Bill's Transcripts

CONDOLENCE MOTION FOR KEP ENDERBY

HOUSE OF REPRESENTATIVES, CANBERRA

 

CONDOLENCE MOTION FOR KEP ENDERBY

 

MONDAY, 9 FEBRUARY 2015

 

Thank you Madam Speaker,

 

Kep Enderby had a mighty intellect and a great Labor heart.

 

He was a humanitarian for all seasons.

 

Born and educated in Dubbo, where his parents owned the local milk bar - He joined the RAAF in 1944 as a trainee pilot. He then went on to study law in London.

 

An outstanding golfer as we have heard, he competed in the 1951 British Open as an amateur, but he chose a career in the law over a life on the links.

 

Kep came to Canberra as a lecturer at the Australian National University. He was quickly drawn to politics and elected as the Member for the ACT in 1970.

 

His political career was brief, but memorable.

 

Endery’s first Federal Campaign was ‘It’s Time’ and his last came amidst the acrimony and recriminations of the Dismissal.

 

In February 1975, Enderby succeeded Lionel Murphy as Attorney-General – after Murphy had been made a High Court judge and Kep had done some less-than-subtle lobbying of his Prime Minister.

 

But Despite that less than inauspicious beginning – and a Senate that was turbulent on its best day and openly hostile on the rest – Kep Enderby delivered nation-changing reforms as Attorney-General. Reforms that stand the test of time and that have changed the lives of thousands of Australians.

 

  • No-fault divorce


 

  • The Racial Discrimination Act.


 

  • Decriminalising abortion in the Commonwealth territories -sweeping away discriminatory laws from Canberra to Darwin.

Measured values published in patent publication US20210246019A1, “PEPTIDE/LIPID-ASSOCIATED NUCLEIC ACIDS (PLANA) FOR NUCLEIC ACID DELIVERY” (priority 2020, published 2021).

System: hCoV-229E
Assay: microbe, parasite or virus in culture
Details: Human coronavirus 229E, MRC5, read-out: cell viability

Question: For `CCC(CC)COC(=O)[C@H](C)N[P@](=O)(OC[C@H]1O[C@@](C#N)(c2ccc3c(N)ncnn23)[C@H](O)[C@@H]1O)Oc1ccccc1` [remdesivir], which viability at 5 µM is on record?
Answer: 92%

Laws that laid the foundations for the modern, confident, progressive and tolerant Australia that we love.

 

Madam Speaker,

 

Kep Enderby lost his seat in the landslide of 1975 – but he spent the next forty years as a servant and advocate of justice.

 

For a decade, he adjudicated with honour on the bench of the Supreme Court of New South Wales.

 

In retirement, he remained a tireless champion of civil liberties, peace and respect for universal humanity.

 

He even learned the ‘world language’ Esperanto, in the hope that breaking down language barriers would help build a shared understanding.

 

Madam Speaker,

 

To the very end, Kep Enderby was a powerful voice for many progressive causes, from the rights of prisoners through to the debate on euthanasia.

 

Today we honour his life, his enduring faith in doing the right thing.

 

We draw inspiration from his courage, from his conviction and his truth - and we offer our heartfelt condolences to all who loved him.

 

May he rest in peace.

 

ENDS

 

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